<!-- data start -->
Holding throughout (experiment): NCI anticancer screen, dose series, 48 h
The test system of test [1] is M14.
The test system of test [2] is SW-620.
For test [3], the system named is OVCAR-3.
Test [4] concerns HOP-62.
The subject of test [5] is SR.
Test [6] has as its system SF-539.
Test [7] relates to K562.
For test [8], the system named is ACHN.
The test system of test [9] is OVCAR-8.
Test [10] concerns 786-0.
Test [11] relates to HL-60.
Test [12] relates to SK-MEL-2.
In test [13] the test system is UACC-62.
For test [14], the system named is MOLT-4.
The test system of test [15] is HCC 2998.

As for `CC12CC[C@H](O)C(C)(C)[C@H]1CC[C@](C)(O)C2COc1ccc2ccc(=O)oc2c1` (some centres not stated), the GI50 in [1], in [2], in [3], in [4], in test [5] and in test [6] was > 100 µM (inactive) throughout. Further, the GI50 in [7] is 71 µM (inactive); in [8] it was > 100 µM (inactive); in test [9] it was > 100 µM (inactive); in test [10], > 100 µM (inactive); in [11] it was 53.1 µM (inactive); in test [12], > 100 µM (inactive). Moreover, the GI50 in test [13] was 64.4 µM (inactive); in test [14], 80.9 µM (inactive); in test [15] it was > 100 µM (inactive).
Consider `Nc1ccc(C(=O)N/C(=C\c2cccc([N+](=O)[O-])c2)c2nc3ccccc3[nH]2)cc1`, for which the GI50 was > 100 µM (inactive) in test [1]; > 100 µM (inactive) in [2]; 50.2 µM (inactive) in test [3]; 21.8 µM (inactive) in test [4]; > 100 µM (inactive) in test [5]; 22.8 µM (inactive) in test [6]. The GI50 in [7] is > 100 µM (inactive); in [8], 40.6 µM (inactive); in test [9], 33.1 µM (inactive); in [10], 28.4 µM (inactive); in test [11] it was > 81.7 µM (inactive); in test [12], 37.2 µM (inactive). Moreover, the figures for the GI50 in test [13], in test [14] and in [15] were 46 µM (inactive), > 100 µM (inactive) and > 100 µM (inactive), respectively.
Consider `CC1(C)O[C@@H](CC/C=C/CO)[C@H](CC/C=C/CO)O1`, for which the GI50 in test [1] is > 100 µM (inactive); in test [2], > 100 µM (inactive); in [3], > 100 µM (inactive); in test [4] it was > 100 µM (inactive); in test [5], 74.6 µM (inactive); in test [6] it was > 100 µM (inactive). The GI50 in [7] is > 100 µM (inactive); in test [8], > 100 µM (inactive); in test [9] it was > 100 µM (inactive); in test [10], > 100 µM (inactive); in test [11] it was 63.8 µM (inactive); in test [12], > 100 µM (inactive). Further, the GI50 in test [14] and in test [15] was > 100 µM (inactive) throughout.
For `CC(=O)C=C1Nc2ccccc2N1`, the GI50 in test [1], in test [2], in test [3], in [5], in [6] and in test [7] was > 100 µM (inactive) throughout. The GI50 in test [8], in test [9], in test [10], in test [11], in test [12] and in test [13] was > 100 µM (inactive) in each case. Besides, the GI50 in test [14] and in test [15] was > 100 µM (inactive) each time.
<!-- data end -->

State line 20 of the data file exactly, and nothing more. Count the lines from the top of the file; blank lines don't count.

For `CC(=O)C=C1Nc2ccccc2N1`, the GI50 in test [1], in test [2], in test [3], in [5], in [6] and in test [7] was > 100 µM (inactive) throughout. The GI50 in test [8], in test [9], in test [10], in test [11], in test [12] and in test [13] was > 100 µM (inactive) in each case. Besides, the GI50 in test [14] and in test [15] was > 100 µM (inactive) each time.